Musk says he ain't going anywhere as Twitter CEO until at least late 2023
Ignoring poll results is the new craze for some. At least that's daily entertainment guaranteed now
Video Sorry, Tesla investors who want him back on the job: Elon Musk said he thinks it's going to take until the end of 2023 to stabilize Twitter to the point where he can appoint someone else as CEO.
"Twitter is quite the rollercoaster," Musk told the World Government Summit in Dubai Wednesday. The Twitter CEO, who also helms SpaceX and Tesla, said that he wants to stay on at Twitter to stabilize the company and get it into a financially healthy place before stepping down, which he said likely won't happen until "toward the end of ." You can see the whole interview below.
Musk's $44b purchase of Twitter closed in October, and the world's former richest person said in November that he never planned to remain in charge, before polling users the next month to ask if he should step down.
The users voted yes, and Musk said he'd step down "as soon as I find someone foolish enough to take the job!"
Bloomberg said Twitter started a CEO search in December, citing people familiar with the matter, though nothing is known about the results of that quest. Musk side-stepped questions of whether a new CEO had been found during his interview at the summit.
"Over time, [Twitter] will head into a good direction," Musk claimed, but no details were offered to support that supposition.
Will Twitter last until then?
Twitter's path to stability, unfortunately, runs right through Elon Musk, who as we've detailed extensively in recent months, shaken up the biz, often not in a good way. Early chaos lead to an exodus of advertisers, despite Musk's claims he was trying to make the platform profitable, and since then the business has been going through snafu after snafu.
- Multi-tasker Musk expects to reduce time at Twitter, seek another leader
- Salesforce woes continue as Twitter slashes spending with SaaS vendor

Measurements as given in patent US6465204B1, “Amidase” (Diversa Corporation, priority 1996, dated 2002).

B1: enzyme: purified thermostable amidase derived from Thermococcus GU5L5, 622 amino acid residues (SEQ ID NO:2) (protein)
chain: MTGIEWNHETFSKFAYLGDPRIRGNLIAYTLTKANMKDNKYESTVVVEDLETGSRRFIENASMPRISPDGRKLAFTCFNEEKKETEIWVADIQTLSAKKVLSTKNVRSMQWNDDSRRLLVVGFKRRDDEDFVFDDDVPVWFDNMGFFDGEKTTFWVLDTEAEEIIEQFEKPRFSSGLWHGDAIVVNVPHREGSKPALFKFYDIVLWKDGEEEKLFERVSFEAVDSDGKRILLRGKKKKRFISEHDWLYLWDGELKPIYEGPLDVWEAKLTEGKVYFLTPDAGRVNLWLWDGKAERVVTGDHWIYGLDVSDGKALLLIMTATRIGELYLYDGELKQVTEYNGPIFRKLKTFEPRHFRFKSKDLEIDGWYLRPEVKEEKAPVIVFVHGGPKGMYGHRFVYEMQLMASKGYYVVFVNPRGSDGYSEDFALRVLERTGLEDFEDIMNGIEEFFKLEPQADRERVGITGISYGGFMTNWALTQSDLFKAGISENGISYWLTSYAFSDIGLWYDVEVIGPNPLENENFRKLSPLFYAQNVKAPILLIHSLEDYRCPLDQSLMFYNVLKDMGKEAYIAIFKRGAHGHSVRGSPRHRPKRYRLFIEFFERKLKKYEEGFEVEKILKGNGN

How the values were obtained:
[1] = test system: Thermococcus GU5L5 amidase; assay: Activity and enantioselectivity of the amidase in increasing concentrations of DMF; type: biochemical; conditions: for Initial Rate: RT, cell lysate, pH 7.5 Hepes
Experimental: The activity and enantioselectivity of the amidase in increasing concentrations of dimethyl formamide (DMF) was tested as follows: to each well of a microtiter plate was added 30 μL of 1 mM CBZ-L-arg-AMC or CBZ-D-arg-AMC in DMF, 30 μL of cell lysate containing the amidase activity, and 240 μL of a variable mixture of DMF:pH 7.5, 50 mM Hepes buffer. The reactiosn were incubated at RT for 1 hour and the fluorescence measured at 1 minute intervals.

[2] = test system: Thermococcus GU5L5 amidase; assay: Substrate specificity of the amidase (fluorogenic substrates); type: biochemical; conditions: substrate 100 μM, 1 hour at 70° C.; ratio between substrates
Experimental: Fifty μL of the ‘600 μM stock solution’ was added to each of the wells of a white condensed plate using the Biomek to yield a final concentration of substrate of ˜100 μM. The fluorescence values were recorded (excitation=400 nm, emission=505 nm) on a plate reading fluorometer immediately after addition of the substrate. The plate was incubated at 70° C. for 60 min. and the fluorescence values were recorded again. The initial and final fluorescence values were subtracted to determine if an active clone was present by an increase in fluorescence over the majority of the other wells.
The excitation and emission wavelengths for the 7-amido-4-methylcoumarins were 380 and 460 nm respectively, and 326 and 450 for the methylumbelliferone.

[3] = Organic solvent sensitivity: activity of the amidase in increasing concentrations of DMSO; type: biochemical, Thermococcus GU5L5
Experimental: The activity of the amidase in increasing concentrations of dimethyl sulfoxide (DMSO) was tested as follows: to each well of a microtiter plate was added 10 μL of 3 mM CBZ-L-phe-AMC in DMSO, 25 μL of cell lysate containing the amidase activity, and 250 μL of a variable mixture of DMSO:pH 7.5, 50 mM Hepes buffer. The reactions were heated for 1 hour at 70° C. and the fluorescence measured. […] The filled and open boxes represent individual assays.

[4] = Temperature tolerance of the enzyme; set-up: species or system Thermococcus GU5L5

- Musk's view count antics are perfect cover for Twitter's paid API failure
- Could 2023 be the year SpaceX's Starship finally reaches orbit?
The company is also being sued by several of its landlords for allegedly not paying rent, and today it came out that the social media outfit is cutting its Salesforce contract from $20m to $5m.
Last week, cracks appeared in Twitter's facade as users reported posting failures and other glitches in the platform during a less-than-successful data center migration.
And then there was Musk's reported unhappiness with having less engagement on Twitter than US President Joe Biden during the Superbowl at the weekend. Musk tried tweeting his support for the Philadelphia Eagles but deleted his missive after the birds lost to the Kansas City Chiefs – and Biden's tweet about the game had racked up millions more views.
Reportedly upon pain of termination, engineers changed Twitter's algorithms to brute-force Musk's tweets to be more visible to tweeters, thus artificially boosting his view counts.
Musk said during his Dubai speech that his goal for Twitter was to create a "maximally trusted digital public square" that will serve as the backbone for his long-sought "everything app," as well as being an "identity level of the internet" via "better verification and organizational affiliation" features.
The old system of verification, which actually required users to prove who they were with more than their wallets, is due to be phased out soon, Musk said. The feature, which ostensibly gave Twitter the trust it had in the first place, was described by Musk as "truly corrupt" in a tweet last week.
Like many of the timelines Elon issues, take that one with a grain of salt, too. ®